Ceramic, porcelain or stone tile add beauty and luxury to our home. Unfortunately, the downside to such eye-appealing floors is the risk of lippage which is the difference in height between the edges of the tiles. The result is a warped and ridged surface that isn’t completely flush, and may affect the aesthetic of your flooring, not to mention that it is a potential tripping hazard.
To avoid lippage, follow these precautionary installation procedures: Start with examining the subfloor to determine if the surface is uneven. You can do this by placing a leveler in the center of the room to determine if the floors slant. If there is a slant, or if the boards warp in the middle and pull away from the walls, you need to replace the plywood before laying your tile. Additionally, you need to replace the plywood before laying tile if there are large cracks in the concrete surface, water stains or ripples in the cement.
Remember this rule: For proper installation, larger tiles require a level tolerance of 1/4-inch per 10 feet. In other words, the subfloor’s level should not vary more then 1/4-inch per 10 feet.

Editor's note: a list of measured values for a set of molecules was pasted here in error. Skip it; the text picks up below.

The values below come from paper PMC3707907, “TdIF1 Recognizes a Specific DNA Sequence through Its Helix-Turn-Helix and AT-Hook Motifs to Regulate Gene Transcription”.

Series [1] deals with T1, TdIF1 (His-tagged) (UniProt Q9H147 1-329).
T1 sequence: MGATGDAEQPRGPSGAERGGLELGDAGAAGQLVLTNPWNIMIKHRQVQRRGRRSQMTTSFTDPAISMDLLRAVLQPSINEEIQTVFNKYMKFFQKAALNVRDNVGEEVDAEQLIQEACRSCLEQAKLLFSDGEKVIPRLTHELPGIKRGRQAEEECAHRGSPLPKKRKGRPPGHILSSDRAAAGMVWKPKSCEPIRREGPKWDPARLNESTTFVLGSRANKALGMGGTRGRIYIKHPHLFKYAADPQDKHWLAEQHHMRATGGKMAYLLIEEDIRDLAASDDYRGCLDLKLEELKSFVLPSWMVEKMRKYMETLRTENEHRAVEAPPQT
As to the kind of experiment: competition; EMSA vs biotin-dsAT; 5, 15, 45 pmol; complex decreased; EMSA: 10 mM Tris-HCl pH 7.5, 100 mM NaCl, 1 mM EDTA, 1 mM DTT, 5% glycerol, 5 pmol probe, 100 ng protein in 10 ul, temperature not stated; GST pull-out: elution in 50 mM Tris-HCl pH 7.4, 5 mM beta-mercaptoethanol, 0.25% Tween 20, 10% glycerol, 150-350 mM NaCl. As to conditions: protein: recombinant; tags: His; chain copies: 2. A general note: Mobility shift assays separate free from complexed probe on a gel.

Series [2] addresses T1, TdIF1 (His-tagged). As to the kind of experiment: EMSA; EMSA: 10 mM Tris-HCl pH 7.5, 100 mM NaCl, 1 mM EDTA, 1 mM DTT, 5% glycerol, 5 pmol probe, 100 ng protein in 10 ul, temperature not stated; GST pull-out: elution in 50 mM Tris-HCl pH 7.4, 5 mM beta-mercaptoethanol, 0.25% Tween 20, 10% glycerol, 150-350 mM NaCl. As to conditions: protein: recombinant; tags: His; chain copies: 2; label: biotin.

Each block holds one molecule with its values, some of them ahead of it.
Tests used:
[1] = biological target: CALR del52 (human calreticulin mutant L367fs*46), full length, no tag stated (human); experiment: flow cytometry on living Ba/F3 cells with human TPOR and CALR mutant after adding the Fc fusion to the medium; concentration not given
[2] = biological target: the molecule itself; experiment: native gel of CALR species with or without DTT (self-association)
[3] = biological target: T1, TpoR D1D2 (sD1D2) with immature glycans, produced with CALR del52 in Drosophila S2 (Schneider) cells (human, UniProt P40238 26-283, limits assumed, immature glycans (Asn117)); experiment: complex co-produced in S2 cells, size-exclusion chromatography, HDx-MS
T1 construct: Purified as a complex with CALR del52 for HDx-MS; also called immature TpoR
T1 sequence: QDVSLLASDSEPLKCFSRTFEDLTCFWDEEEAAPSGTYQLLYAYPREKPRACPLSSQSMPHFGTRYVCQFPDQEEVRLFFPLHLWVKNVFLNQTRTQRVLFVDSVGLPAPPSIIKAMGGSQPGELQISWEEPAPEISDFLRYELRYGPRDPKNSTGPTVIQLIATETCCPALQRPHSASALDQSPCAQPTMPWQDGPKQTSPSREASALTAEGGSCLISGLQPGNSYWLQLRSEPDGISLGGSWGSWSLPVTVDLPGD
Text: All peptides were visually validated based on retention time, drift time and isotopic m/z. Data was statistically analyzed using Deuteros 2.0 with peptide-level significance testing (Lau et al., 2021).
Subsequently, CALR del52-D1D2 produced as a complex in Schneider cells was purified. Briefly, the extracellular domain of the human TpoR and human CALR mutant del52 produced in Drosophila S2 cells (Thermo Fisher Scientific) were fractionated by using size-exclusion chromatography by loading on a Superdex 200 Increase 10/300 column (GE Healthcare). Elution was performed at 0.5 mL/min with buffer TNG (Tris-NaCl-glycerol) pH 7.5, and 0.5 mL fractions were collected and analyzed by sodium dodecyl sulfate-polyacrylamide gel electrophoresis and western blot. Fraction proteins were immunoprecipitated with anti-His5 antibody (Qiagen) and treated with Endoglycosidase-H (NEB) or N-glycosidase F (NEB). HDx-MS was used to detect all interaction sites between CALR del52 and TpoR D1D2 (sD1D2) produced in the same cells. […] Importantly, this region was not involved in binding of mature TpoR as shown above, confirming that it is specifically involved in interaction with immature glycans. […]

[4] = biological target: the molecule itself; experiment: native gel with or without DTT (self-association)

The size of tile greatly contributes to lippage. Small tiles are easily aligned to adjacent tiles and will adjust to an unleveled grade. But, as the size of the tile increases, so does the challenge of creating a flush surface. Today 16-by-16 and 24-by-24 inch tiles are becoming more common. These less forgiving tiles in addition to the likelihood of an unleveled surface will increase the possibility of lippage occurring.
In addition to ensuring you’re working with an even subfloor, you need to make sure that your thinset adhesive or mastic is applied evenly. Use a trowel, and spread the mastic evenly in all directions.
Lastly, there are tile leveling tools that can help install large-format tiles in a more easily-achieved lippage-free manner. These excellent tools help keep the surfaces of tiles flush with one another during installation and also during the initial slump and shrinkage time that occurs with commonly used mortars.